Car Seat Headrest: Vincent

Damn, this is good

The build up is amazing, reminds me not only of Television but also of Travels, the middle part got a twang and a groove that reminds me of Cake, and the lyrics really resonate with me. The songs is on one level about being at a party, as Car Seat Headrest’s Will Toledo described in an email to Bob Boilen (All Songs Considered is really hyping up the forthcoming record) but also express so much more.

Like living in Konstanz:

for the past year I’ve been living in a town
that gets a lot of tourists in the summer months
they come and they stay for a couple days
but hey, I’m living here every day

Wednesday Night Melody

This week in “punk bands I discover on NPR:” Bleached with "Wednesday Night Melody. The sound reminds me of pre-midlife crisis Weezer, the video is an alt. Weekend at Bernie’s, part unsettling, part fun. Hauntingly catchy.

Their new record Welcome The Worms is out April 1 on Dead Oceans.

The New Torres Album is Even Better than the Hype

The new Torres album Sprinter is even better than the  hype by NPR Music had me believe.
Strange Hellos is still one of the biggest songs I’ve heard in quite a while with an amazing musical breadth and emotional depth.
A Proper Polish Welcome is as intimate and enchanting on the record as it was as a SXSW lullaby.
Yet it’s the longwinded, slow, quiet moments Ferris Wheel and The Exchange that stun me the most. The songs are built on Mackenzie Scott’s voice and guitar, and the rest of the instrumentation (PJ Harvey collaborators Robert Ellis and Ian Olliver) and production (Ellis and Portishead’s Adrian Utley) support that strong core to perfection. I’ve only begun to scratch the surface of the poetic lyrics.  On Sprinter, Scott’s words tell stories, reflect, and erupt into intimacy. The album manages to create a bridge between confessional poetry (in the good sense) and rock album(also in the good sense). Instant classic.

Thank you, NPR Music, for making my day week year. All Songs Considered  introduced me to Australian singer Courtney Barnett. For the last couple of weeks they’ve been hyping her debut LP Sometimes I Sit and Think and Sometimes I Just Sit beyond the pale. Today is the release day, and man, is this worth the hype. So charming, so clever, so many elements of the best parts of indie rock’n’roll of the last 25 years. This live version of No One Really Cares If You Don’t go To The Party is the perfect example of the album.

Listening to it, you feel immediately at home. You want to drive around with the windows down. You want to meet all your friends in the park. You want to start a band. You want to be best friends with everybody you come across until you finally meet her. You want to go out. You want to stay in.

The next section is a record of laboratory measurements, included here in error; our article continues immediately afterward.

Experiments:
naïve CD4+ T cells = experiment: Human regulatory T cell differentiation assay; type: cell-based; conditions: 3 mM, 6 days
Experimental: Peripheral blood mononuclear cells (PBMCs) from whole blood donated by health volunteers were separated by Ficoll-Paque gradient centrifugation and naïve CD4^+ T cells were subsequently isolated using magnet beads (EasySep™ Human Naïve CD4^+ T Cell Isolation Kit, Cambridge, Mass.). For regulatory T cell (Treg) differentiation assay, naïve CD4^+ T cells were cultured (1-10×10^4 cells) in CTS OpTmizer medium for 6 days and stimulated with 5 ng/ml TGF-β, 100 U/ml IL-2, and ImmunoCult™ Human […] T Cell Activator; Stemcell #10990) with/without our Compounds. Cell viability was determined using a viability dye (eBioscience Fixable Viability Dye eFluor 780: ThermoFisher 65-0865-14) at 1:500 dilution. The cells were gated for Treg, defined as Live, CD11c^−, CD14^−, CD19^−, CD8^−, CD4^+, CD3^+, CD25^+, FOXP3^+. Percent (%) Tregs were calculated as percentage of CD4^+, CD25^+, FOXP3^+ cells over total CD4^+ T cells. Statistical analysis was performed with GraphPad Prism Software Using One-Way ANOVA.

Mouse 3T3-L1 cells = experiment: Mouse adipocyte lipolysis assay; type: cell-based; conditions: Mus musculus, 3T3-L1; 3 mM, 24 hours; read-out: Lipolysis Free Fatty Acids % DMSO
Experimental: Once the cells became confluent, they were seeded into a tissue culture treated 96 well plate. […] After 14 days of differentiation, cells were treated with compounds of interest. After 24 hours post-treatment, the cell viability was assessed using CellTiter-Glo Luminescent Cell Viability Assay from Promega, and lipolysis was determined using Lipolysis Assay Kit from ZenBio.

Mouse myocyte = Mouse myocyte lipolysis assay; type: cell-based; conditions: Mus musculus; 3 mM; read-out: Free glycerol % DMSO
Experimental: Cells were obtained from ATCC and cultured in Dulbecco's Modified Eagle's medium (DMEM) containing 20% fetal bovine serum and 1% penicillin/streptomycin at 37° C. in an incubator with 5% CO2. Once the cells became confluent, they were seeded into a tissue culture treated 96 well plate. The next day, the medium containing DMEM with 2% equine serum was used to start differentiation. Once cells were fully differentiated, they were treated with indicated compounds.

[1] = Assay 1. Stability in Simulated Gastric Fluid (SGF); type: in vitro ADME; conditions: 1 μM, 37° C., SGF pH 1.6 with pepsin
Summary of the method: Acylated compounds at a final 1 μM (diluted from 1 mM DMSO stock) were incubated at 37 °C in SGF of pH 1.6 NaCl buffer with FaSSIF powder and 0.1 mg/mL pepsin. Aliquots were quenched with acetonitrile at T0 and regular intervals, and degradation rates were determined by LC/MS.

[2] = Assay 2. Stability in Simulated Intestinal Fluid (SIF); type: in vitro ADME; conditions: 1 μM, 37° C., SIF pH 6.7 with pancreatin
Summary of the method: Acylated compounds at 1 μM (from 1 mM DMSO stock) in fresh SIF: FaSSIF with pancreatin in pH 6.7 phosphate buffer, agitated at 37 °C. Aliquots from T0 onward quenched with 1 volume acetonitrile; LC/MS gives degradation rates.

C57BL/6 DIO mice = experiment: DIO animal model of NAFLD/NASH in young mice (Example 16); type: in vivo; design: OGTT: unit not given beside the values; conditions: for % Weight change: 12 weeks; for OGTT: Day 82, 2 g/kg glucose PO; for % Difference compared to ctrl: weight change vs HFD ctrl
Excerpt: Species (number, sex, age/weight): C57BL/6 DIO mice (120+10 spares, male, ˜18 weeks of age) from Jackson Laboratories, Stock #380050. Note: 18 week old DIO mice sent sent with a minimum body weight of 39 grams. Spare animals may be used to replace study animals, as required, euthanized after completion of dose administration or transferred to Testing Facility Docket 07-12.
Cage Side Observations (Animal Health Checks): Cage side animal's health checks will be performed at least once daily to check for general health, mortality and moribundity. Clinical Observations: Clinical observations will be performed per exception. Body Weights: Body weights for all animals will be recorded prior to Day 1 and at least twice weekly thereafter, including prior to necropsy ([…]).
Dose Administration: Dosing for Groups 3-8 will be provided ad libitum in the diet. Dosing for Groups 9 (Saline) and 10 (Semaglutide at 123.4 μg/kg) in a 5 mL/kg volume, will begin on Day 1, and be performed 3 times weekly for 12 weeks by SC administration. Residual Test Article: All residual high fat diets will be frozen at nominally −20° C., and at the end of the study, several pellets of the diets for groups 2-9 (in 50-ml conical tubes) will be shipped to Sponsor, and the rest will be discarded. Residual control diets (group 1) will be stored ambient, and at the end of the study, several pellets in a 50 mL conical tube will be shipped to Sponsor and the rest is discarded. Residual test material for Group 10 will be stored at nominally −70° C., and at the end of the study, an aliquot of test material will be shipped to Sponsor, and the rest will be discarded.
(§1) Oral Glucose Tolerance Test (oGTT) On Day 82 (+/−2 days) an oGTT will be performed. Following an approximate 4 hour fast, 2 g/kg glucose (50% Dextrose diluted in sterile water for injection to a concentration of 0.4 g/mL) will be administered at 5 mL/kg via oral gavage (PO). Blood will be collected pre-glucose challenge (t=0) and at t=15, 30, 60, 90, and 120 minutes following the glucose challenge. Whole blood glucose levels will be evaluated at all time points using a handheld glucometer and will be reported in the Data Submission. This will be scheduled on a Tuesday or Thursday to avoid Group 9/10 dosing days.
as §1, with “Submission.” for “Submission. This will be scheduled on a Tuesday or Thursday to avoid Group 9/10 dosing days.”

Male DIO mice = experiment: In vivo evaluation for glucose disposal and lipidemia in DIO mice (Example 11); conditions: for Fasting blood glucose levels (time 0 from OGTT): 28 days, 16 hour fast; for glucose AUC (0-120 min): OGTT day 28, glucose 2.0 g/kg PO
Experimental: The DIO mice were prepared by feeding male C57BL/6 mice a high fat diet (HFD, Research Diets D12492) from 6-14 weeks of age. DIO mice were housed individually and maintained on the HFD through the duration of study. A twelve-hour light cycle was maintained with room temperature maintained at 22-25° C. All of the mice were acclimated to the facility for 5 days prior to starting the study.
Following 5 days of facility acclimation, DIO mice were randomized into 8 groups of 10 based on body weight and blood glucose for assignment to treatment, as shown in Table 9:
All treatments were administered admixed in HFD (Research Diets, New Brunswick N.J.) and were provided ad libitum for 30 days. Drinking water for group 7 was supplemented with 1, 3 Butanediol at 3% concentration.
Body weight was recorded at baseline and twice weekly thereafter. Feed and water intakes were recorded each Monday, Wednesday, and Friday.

I have a feeling that this record will make me happy for a long time.

put me on a pedestal and I’ll only disappoint
you tell me I’m exceptional and I promise to exploit you
give me all your money and I’ll make some origami honey
I think you’re a joke but I don’t find you very funny

“Pedestrian At Best” is another slacker garage rock anthem by Courtney Barnett, first release off of her first proper album Sometimes I Sit and Think, And Sometimes I Just Sit. I’m hooked ever since I heard it first on NPR All Songs Considered.  Great in the same way as 2013’s “Avant Gardener.”

This song really fits to this weekend’s still-winter-but-feels-like-spring vibe, too.

BTW: I have a spotify playlist where I’ll collect all (or at least most) songs I’m into this year as I go.



I first heard this brilliant new track on All Songs Considered, I instantly knew: This is the song form of my first semester of my master degree. The instrumentation is just a bit off. A chorus of wonderful women figuring out how to pronounce hegemony. The percussions are pretty much my heart beat. With some artistic licence.

Germans who are geoscrewed by YouTube and GEMA can listen to it at NPR.


I first heard of Lydia Loveless via NPR Music’s Austin 100. Her rocker “Really Wanna See You” is a great intro into her current work: The great voice, the lyrics full of honesty and wit, and her backing band that takes her “classic country music success story” and gives it more of an musical edge. Her Tiny Desk performance is also amazing.

But what stuns me the most is this acoustic version of her song “Everything’s Gone” recorded for WNYC’s Studio 360 podcast (Which is great) In this version, Everything’s Gone, with its Steinbeckian storytelling of losing your home is a truely great American country/folk song. I think this can find a place among the greats of americana, with Cash, Nelson, Parton, Baez. (Edit: The more I listen to the song, the more I feel like this could also be a great Tracy Chapman song.)

She is still so young – just 23. So much good music to come.

 I really want to see her and Hurray for the Riff Raff together, live. Be it in Rosenheim or a New Orleans bar.

Katie Presley from Bitch Media called Lowell “Canadian misandrist cheerleader” on NPR’s All Songs SXSW preview show, so of course I had to check her out. I like what I hear: The pop sensibilities of Lykke Li with the swagger of M.I.A. and a trace of Peaches’ attitude, especially in this hit “Cloud 69” Other songs are more soaring, or more melodic, or more pop, or all of the above. Awesome.